In Japan, Megaman is known as Rockman. He wasn’t named after rocks you would find on the ground. He was named after rock music. Other characters in the series have rock music inspired names, such as Roll (get it? Rock and Roll?), Bass and his sidekick dog, Treble.
At the time, the developers of Megaman 2 wanted to make a rocking soudtrack. Unfortunately, the technology wasn’t around in the early 1980s to put the sounds of real instruments. Instead, they composed one of the most rocking video game soundtracks ever using 8-bit sounds. As a youngster, I had no idea that was the creative vision behind the music. I just thought it was awesome.
Not much needs to be said about the quality of Mega Man 2. It stands as one of my all-time favourite games. The reason I write about it in terms of music was because this was the first game that really made me think about music in video games. Sure, there were iconic game soundtracks before Mega Man 2, but this soundtrack was the first to make me say, “Wow! This music is awesome!”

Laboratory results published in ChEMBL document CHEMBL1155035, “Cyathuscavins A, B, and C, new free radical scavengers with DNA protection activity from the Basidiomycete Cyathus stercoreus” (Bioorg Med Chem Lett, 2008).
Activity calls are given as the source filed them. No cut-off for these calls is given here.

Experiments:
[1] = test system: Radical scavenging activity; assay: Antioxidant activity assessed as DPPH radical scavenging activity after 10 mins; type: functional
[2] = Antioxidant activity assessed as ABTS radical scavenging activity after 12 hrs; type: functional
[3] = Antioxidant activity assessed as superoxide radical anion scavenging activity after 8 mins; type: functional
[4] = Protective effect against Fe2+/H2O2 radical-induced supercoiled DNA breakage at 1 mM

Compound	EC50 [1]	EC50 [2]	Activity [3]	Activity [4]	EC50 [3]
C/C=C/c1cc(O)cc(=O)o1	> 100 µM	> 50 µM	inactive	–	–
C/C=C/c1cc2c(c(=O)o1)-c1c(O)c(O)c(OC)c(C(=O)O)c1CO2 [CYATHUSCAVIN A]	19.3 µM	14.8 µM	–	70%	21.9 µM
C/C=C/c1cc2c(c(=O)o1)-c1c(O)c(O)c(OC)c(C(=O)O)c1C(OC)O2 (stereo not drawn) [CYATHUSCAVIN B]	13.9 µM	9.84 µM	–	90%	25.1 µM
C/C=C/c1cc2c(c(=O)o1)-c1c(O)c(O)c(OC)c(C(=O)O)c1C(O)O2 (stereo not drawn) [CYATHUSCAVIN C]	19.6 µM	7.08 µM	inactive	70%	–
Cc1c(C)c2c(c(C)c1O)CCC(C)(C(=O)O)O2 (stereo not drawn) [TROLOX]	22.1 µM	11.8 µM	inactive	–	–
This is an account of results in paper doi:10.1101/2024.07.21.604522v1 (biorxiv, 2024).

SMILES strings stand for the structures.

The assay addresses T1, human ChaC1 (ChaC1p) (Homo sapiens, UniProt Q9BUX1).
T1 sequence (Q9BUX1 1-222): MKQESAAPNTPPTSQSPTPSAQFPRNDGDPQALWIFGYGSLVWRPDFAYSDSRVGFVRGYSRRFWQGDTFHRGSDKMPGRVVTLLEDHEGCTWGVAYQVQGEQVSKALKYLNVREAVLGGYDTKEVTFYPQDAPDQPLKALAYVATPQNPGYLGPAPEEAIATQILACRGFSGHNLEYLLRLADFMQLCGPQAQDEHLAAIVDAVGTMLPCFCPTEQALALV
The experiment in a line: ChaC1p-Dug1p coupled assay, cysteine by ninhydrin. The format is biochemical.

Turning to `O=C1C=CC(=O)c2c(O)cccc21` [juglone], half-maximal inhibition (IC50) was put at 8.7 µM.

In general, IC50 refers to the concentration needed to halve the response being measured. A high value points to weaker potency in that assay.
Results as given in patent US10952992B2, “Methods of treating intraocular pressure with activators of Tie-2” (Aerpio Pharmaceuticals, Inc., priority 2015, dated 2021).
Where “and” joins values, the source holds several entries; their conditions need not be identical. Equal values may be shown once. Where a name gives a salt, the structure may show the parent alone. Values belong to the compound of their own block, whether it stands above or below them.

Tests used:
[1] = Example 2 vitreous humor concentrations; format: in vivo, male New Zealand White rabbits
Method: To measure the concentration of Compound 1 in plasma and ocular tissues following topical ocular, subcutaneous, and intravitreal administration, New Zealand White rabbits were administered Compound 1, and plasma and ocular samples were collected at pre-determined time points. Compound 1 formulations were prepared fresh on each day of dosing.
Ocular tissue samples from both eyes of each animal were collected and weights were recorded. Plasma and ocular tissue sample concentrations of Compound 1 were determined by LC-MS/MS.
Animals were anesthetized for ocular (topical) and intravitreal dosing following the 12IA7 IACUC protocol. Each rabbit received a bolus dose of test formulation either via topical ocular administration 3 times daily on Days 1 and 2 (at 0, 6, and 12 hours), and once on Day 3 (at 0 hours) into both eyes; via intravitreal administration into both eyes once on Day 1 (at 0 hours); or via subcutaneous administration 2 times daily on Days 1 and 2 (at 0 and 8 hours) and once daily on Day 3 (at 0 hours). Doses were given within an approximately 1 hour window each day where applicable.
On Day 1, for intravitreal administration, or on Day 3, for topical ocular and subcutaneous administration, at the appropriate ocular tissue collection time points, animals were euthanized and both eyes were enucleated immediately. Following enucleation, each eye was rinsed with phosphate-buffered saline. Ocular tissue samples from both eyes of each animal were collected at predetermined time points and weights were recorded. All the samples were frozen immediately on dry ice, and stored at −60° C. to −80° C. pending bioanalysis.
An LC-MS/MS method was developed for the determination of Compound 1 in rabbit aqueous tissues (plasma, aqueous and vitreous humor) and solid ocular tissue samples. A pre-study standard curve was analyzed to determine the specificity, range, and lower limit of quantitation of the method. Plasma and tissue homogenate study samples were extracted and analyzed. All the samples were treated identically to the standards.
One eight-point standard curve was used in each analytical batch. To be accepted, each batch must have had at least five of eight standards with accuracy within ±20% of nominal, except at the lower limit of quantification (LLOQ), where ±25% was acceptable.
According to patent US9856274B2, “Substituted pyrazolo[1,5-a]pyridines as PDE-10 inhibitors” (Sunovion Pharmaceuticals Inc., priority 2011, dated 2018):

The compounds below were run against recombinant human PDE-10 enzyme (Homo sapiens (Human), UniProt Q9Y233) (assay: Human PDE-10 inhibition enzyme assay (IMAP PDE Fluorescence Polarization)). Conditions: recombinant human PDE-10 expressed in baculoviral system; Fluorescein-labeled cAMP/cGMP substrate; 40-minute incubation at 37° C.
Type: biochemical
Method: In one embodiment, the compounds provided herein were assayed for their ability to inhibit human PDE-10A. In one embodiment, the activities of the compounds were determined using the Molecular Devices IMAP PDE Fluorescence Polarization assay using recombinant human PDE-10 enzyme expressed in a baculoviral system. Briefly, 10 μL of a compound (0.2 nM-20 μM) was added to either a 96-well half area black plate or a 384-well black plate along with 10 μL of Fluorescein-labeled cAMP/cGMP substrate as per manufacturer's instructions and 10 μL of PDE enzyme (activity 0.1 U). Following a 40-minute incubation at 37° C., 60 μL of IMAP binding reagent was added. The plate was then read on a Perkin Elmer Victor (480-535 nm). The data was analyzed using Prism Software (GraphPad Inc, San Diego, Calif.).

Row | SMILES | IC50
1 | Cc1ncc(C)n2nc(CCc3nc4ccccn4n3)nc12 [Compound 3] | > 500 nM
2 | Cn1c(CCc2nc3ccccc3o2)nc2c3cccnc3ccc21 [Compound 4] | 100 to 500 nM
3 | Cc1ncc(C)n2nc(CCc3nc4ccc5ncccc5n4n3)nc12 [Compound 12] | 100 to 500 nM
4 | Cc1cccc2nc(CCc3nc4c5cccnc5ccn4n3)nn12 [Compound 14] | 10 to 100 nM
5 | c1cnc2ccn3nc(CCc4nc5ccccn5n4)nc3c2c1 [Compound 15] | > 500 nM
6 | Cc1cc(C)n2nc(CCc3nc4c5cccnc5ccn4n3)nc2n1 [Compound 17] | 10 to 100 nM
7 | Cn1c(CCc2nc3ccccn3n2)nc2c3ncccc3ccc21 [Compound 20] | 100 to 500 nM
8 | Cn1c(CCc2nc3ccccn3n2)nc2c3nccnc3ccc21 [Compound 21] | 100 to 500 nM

From the first time I heard the opening theme all the way to the eerie lack of sound leading up to the final battle, my ears were perked up to hear the adrenaline pumping music. Up until I heard the Minibosses perform their rendition of the Mega Man 2 theme though, I would have never seen the rock influence that made that soundtrack so great. After I heard their medley though, it all made sense.
It’s so cool to me to hear the realization of the composer’s work come to life. What I find even cooler than that is that the composers were able to create great rock music with 8-bit tools. Maybe the coolest thing of all is that even after hearing a live band realize the creative vision behind the music, the 8-bit originals will forever be timeless video game music classics.
Bubble Man Theme